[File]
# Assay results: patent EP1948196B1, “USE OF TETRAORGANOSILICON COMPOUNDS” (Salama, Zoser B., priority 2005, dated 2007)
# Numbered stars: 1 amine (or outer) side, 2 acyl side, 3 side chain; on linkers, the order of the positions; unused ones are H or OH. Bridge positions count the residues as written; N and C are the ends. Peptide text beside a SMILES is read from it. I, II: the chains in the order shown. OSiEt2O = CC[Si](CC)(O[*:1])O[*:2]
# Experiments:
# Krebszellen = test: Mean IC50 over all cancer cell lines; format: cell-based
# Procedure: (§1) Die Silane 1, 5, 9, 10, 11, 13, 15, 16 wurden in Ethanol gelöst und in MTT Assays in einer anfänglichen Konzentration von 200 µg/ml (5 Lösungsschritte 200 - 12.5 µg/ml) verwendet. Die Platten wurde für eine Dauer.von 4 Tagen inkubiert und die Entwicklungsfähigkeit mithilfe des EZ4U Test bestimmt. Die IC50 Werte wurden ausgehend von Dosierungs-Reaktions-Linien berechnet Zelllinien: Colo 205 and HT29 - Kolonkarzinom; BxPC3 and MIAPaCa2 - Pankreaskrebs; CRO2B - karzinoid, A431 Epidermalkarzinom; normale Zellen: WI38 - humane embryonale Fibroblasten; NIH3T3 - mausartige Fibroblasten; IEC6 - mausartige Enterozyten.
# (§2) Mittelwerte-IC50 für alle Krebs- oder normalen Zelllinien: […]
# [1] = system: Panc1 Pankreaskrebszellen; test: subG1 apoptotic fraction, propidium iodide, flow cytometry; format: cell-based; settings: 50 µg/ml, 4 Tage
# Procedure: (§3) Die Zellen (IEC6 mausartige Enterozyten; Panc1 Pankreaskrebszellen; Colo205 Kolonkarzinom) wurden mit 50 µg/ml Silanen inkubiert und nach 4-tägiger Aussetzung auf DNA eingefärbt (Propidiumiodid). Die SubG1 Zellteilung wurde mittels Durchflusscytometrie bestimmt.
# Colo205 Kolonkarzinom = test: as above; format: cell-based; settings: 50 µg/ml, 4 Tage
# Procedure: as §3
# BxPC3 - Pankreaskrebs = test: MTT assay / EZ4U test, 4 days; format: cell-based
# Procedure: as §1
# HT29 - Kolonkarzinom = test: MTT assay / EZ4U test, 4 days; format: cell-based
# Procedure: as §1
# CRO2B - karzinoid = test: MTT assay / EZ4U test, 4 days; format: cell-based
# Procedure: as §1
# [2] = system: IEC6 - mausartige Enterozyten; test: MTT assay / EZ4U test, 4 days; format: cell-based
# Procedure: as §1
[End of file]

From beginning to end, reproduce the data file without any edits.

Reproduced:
# Assay results: patent EP1948196B1, “USE OF TETRAORGANOSILICON COMPOUNDS” (Salama, Zoser B., priority 2005, dated 2007)
# Numbered stars: 1 amine (or outer) side, 2 acyl side, 3 side chain; on linkers, the order of the positions; unused ones are H or OH. Bridge positions count the residues as written; N and C are the ends. Peptide text beside a SMILES is read from it. I, II: the chains in the order shown. OSiEt2O = CC[Si](CC)(O[*:1])O[*:2]
# Experiments:
# Krebszellen = test: Mean IC50 over all cancer cell lines; format: cell-based
# Procedure: (§1) Die Silane 1, 5, 9, 10, 11, 13, 15, 16 wurden in Ethanol gelöst und in MTT Assays in einer anfänglichen Konzentration von 200 µg/ml (5 Lösungsschritte 200 - 12.5 µg/ml) verwendet. Die Platten wurde für eine Dauer.von 4 Tagen inkubiert und die Entwicklungsfähigkeit mithilfe des EZ4U Test bestimmt. Die IC50 Werte wurden ausgehend von Dosierungs-Reaktions-Linien berechnet Zelllinien: Colo 205 and HT29 - Kolonkarzinom; BxPC3 and MIAPaCa2 - Pankreaskrebs; CRO2B - karzinoid, A431 Epidermalkarzinom; normale Zellen: WI38 - humane embryonale Fibroblasten; NIH3T3 - mausartige Fibroblasten; IEC6 - mausartige Enterozyten.
# (§2) Mittelwerte-IC50 für alle Krebs- oder normalen Zelllinien: […]
# [1] = system: Panc1 Pankreaskrebszellen; test: subG1 apoptotic fraction, propidium iodide, flow cytometry; format: cell-based; settings: 50 µg/ml, 4 Tage
# Procedure: (§3) Die Zellen (IEC6 mausartige Enterozyten; Panc1 Pankreaskrebszellen; Colo205 Kolonkarzinom) wurden mit 50 µg/ml Silanen inkubiert und nach 4-tägiger Aussetzung auf DNA eingefärbt (Propidiumiodid). Die SubG1 Zellteilung wurde mittels Durchflusscytometrie bestimmt.
# Colo205 Kolonkarzinom = test: as above; format: cell-based; settings: 50 µg/ml, 4 Tage
# Procedure: as §3
# BxPC3 - Pankreaskrebs = test: MTT assay / EZ4U test, 4 days; format: cell-based
# Procedure: as §1
# HT29 - Kolonkarzinom = test: MTT assay / EZ4U test, 4 days; format: cell-based
# Procedure: as §1
# CRO2B - karzinoid = test: MTT assay / EZ4U test, 4 days; format: cell-based
# Procedure: as §1
# [2] = system: IEC6 - mausartige Enterozyten; test: MTT assay / EZ4U test, 4 days; format: cell-based
# Procedure: as §1